EDITORIAL: Obama’s demonization of banks

President Obama has decided to take on the banking industry with the most intrusive regulatory and tax package since the New Deal of the 1930s. If the president’s failed freshman year didn’t convince the O Force of his own fallibility, confronting Wall Street should bring him back down to Earth.

Mr. Obama wants to tax banks to make them pay for the bailouts. The scheme apparently was hatched to distract Massachusetts voters from thinking about his party’s health care fiasco and to give Democrats a populist wedge to use against Republicans. The ploy failed, largely because Americans are wary of increased government intervention into the economy as the recession deepens following last year’s blitzkrieg of federal action. It’s transparent that the Obama administration is targeting Wall Street because it needs a new scapegoat. Now that the president is entering his sophomore year in the White House, he can no longer get away with blaming his predecessor, George W. Bush, for all the nation’s ills.

Banks are not the bad actors Democrats want people to believe. Banks have paid back almost all the money they were lent along with interest. The same cannot be said for government-run Fannie Mae and Freddie Mac, which have irretrievably lost $400 billion and counting - and the Obama administration is offering those losers a blank check for billions more. The same laxity applies to Government Motors and Chrysler, which aren’t close to paying off the nearly $100 billion handout they received courtesy of taxpayers. Outside the political motives to demonize bankers, there’s no reasonable public policy justification for why banks should be singled out for a new extra tax.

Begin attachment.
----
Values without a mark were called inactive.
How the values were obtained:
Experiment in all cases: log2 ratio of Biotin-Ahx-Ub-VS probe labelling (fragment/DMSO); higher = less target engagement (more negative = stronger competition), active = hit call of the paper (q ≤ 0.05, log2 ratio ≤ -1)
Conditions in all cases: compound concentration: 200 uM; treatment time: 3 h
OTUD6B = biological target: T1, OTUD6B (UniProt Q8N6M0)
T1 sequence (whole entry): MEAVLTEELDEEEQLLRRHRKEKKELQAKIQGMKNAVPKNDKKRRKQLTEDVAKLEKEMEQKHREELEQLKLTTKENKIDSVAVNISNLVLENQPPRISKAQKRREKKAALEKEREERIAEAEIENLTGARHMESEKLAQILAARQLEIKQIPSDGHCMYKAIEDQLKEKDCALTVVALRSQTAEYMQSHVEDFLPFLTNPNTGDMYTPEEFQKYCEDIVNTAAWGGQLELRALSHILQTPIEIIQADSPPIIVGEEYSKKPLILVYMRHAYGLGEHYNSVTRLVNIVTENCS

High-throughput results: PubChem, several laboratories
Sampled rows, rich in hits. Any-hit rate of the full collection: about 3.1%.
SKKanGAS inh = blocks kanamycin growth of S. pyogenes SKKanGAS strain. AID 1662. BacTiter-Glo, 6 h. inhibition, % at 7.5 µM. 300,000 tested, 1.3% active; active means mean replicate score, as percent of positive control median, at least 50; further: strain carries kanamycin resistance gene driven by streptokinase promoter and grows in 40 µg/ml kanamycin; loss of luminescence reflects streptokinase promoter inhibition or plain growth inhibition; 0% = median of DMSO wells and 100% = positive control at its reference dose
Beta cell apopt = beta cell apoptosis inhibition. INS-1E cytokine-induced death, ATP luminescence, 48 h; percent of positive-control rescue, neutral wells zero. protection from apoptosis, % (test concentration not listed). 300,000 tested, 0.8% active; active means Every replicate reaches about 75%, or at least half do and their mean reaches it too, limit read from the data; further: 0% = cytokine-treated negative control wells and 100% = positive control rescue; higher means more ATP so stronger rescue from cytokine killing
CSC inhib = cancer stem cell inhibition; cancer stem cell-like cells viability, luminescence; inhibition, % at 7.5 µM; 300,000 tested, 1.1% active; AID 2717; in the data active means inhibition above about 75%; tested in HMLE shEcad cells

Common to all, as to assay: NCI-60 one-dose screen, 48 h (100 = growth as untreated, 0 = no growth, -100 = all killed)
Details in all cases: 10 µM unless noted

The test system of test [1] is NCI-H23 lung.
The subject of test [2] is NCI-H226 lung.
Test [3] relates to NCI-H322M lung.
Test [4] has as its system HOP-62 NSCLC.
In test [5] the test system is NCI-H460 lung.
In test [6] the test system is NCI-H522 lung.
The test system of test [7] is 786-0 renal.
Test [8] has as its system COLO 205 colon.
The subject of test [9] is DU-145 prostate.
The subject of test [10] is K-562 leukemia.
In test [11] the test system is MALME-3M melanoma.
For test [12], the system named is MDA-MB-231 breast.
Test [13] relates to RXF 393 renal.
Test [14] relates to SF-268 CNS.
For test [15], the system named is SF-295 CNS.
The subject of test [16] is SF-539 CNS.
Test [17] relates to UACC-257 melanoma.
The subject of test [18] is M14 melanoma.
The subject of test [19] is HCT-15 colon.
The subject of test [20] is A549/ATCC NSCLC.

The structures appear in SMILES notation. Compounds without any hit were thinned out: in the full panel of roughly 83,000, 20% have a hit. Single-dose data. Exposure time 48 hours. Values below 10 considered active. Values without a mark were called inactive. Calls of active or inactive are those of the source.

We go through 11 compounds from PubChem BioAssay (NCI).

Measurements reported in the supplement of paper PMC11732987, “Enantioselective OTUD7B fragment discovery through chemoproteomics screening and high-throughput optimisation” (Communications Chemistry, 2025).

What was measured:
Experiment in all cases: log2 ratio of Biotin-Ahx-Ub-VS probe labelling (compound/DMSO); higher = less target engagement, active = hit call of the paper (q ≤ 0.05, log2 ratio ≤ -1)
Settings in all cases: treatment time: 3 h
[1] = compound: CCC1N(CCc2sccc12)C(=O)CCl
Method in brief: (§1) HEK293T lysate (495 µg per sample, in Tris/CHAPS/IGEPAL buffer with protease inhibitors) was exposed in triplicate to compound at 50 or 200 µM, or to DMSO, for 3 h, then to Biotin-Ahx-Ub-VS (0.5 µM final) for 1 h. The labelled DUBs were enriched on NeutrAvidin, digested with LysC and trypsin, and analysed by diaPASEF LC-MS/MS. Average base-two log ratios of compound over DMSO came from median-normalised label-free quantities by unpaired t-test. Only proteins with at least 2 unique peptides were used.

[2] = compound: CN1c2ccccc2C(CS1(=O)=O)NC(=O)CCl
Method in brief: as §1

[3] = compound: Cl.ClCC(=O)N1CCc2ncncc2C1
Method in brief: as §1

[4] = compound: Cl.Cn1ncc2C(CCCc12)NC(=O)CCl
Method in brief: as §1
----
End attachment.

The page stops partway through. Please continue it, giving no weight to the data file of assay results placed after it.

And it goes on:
The truth is most of the blame for the financial meltdown belongs to government. Some banks were forced to take government bailout funds under government threat. Others, such as Bank of America, found themselves in financial difficulty because the government forced them to merge with other institutions that had lost oodles of money. Each situation is unique; if there is going to be a bank tax, it makes no sense to tax the disparate institutions equally. Even under Mr. Obama’s own anti-business logic - that new taxes and regulations are needed to control risk in the banking sector - it would only make sense to impose a tax on riskier banks. Levying an across-the-board tax will only increase costs for all banks and raise prices for customers.

Even Obama booster Warren Buffett is unable to defend the administration’s proposal. “I don’t see any reason why they should be paying a special tax,” the billionaire said of the banks. “Look at the damage Fannie and Freddie caused, and they were run by the Congress. Should they have a special tax on congressmen because they let this thing happen to Freddie and Fannie? I don’t think so.”

Pitchfork populism doesn’t have a successful track record at the presidential level. William Jennings Bryan died in 1925 after three unsuccessful runs for the presidency during which demonization of Wall Street was central to his message. Democrats might believe that their false populism will distract voters from the mess in Washington, but, as Mr. Buffett said, “trying to punish people” doesn’t make a lot of economic sense.

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